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QI mentions a Chinese "helicopter"

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  • JL Badgley
    Okay, I really would love a source for this: http://www.youtube.com/watch?v=wbpikTuoLB0&feature=SeriesPlayList&p=F1D42AFEA1ED4451&index=1 They make the claim
    Message 1 of 8 , Sep 10, 2009
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      Okay, I really would love a source for this:

      http://www.youtube.com/watch?v=wbpikTuoLB0&feature=SeriesPlayList&p=F1D42AFEA1ED4451&index=1

      They make the claim that the first "helicopter" was a Chinese toy from
      well within our time frame. Anyone know of a source for such a thing
      (it would be a fun toy to play with at an event).


      -Ii/Jing
    • Cowan Jeremy
      It sounds to me like they are talking about this: http://www.plimoth.com/kids-corner/toys-games/whirligig.html I cannot speak to the accuracy of the claim.
      Message 2 of 8 , Sep 10, 2009
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        It sounds to me like they are talking about this:
        http://www.plimoth.com/kids-corner/toys-games/whirligig.html

        I cannot speak to the accuracy of the claim.

        Jeremy

        ----- Original Message -----
        From: JL Badgley
        > Okay, I really would love a source for this:<BR>>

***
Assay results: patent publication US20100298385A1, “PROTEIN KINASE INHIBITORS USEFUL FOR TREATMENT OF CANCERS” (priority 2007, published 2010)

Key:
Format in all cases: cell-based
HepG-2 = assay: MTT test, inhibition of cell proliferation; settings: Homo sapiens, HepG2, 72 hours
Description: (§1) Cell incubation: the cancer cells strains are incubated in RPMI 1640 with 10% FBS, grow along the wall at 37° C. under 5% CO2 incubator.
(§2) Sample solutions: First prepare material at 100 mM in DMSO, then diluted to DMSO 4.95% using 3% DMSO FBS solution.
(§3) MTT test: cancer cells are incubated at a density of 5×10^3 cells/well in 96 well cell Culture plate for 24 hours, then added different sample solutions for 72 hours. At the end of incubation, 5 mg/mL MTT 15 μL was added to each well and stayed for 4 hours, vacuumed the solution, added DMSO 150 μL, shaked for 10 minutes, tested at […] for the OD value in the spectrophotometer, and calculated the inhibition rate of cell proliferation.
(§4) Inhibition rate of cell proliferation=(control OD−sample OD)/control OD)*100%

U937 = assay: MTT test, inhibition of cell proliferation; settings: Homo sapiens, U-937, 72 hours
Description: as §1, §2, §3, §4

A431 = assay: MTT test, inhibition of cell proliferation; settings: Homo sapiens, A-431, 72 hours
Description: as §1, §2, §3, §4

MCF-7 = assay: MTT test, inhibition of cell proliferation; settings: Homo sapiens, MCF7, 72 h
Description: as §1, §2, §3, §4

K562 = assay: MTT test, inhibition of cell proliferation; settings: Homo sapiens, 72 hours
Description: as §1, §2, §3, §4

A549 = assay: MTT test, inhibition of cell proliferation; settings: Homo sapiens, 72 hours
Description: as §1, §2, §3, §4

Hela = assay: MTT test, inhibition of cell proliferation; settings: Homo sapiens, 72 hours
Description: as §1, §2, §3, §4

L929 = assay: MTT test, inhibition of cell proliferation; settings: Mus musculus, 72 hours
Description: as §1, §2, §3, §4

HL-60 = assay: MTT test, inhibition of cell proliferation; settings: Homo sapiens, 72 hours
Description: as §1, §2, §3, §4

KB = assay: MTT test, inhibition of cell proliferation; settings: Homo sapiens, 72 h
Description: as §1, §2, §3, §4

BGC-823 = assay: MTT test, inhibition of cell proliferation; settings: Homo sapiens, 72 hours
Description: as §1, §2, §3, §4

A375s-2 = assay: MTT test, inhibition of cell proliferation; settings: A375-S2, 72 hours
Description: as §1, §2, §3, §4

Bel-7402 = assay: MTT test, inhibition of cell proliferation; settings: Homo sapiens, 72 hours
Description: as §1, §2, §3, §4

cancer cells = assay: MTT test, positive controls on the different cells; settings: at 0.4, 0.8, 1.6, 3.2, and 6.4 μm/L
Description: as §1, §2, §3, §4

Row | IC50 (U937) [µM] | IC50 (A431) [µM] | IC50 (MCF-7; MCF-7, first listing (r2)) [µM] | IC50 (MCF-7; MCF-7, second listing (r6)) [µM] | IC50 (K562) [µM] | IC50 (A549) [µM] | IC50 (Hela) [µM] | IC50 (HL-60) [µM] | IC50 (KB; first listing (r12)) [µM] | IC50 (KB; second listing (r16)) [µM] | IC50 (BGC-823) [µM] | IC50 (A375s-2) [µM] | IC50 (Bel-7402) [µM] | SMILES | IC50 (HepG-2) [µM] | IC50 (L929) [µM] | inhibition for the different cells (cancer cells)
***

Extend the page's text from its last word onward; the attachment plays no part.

> http://www.youtube.com/watch?v=wbpikTuoLB0&feature=SeriesPlayList&p=F1D42AFEA1ED4451&index=1
        >
        > They make the claim that the first "helicopter" was a Chinese
        > toy from
        > well within our time frame. Anyone know of a source for
        > such a thing
        > (it would be a fun toy to play with at an event).
        >
        >
        > -Ii/Jing



        [Non-text portions of this message have been removed]
      • sekinakagawa@aol.com
        Knowing how unreliable some sources are the only thing I could find was this. _http://en.wikipedia.org/wiki/Bamboo-copter_
        Message 3 of 8 , Sep 10, 2009
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          Knowing how unreliable some sources are the only thing I could find was
          this.

          _http://en.wikipedia.org/wiki/Bamboo-copter_
          (http://en.wikipedia.org/wiki/Bamboo-copter)

          It even shows some pictures. It's a start.

          Humbly,
          -Sukeie

          To ask a question may be a moments' shame,
          But not to ask and remain ignorant, is a life long shame.


          [Non-text portions of this message have been removed]
        • Jeanel Walker
          http://www.cultural-china.com/chinaWH/html/en/11Kaleidoscope1053.html ... From: JL Badgley Subject: [SCA-JML] QI mentions a Chinese
          Message 4 of 8 , Sep 10, 2009
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            http://www.cultural-china.com/chinaWH/html/en/11Kaleidoscope1053.html





            --- On Thu, 9/10/09, JL Badgley <tatsushu@...> wrote:

            From: JL Badgley <tatsushu@...>
            Subject: [SCA-JML] QI mentions a Chinese "helicopter"
            To: sca-china@yahoogroups.com, sca-jml@yahoogroups.com
            Date: Thursday, September 10, 2009, 10:20 AM






             





            Okay, I really would love a source for this:



            http://www.youtube com/watch? v=wbpikTuoLB0& feature=SeriesPl ayList&p= F1D42AFEA1ED4451 &index=1



            They make the claim that the first "helicopter" was a Chinese toy from

            well within our time frame. Anyone know of a source for such a thing